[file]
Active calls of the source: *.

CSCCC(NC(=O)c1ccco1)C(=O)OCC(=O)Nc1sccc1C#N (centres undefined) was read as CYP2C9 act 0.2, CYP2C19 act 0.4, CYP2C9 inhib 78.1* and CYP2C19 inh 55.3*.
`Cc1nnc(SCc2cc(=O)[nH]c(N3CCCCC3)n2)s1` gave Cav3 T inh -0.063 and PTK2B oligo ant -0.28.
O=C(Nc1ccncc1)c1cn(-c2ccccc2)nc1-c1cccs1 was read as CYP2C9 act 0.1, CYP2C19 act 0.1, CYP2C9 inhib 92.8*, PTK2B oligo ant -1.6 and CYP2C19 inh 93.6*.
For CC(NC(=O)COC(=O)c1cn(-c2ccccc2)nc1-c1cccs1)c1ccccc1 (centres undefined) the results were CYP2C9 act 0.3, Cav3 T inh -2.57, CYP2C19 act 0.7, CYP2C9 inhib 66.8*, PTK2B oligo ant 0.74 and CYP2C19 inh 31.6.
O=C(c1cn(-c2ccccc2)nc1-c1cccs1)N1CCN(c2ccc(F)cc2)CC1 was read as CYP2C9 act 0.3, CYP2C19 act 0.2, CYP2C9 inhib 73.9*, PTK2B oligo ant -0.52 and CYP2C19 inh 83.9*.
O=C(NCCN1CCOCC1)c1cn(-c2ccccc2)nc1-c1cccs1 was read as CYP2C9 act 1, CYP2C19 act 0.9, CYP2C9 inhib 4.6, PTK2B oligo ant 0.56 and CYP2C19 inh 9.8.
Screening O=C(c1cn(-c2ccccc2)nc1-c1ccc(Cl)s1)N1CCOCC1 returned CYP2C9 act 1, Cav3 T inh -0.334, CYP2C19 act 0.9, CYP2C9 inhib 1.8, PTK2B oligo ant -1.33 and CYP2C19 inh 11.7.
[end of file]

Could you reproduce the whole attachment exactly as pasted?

Active calls of the source: *.

CSCCC(NC(=O)c1ccco1)C(=O)OCC(=O)Nc1sccc1C#N (centres undefined) was read as CYP2C9 act 0.2, CYP2C19 act 0.4, CYP2C9 inhib 78.1* and CYP2C19 inh 55.3*.
`Cc1nnc(SCc2cc(=O)[nH]c(N3CCCCC3)n2)s1` gave Cav3 T inh -0.063 and PTK2B oligo ant -0.28.
O=C(Nc1ccncc1)c1cn(-c2ccccc2)nc1-c1cccs1 was read as CYP2C9 act 0.1, CYP2C19 act 0.1, CYP2C9 inhib 92.8*, PTK2B oligo ant -1.6 and CYP2C19 inh 93.6*.
For CC(NC(=O)COC(=O)c1cn(-c2ccccc2)nc1-c1cccs1)c1ccccc1 (centres undefined) the results were CYP2C9 act 0.3, Cav3 T inh -2.57, CYP2C19 act 0.7, CYP2C9 inhib 66.8*, PTK2B oligo ant 0.74 and CYP2C19 inh 31.6.
O=C(c1cn(-c2ccccc2)nc1-c1cccs1)N1CCN(c2ccc(F)cc2)CC1 was read as CYP2C9 act 0.3, CYP2C19 act 0.2, CYP2C9 inhib 73.9*, PTK2B oligo ant -0.52 and CYP2C19 inh 83.9*.
O=C(NCCN1CCOCC1)c1cn(-c2ccccc2)nc1-c1cccs1 was read as CYP2C9 act 1, CYP2C19 act 0.9, CYP2C9 inhib 4.6, PTK2B oligo ant 0.56 and CYP2C19 inh 9.8.
Screening O=C(c1cn(-c2ccccc2)nc1-c1ccc(Cl)s1)N1CCOCC1 returned CYP2C9 act 1, Cav3 T inh -0.334, CYP2C19 act 0.9, CYP2C9 inhib 1.8, PTK2B oligo ant -1.33 and CYP2C19 inh 11.7.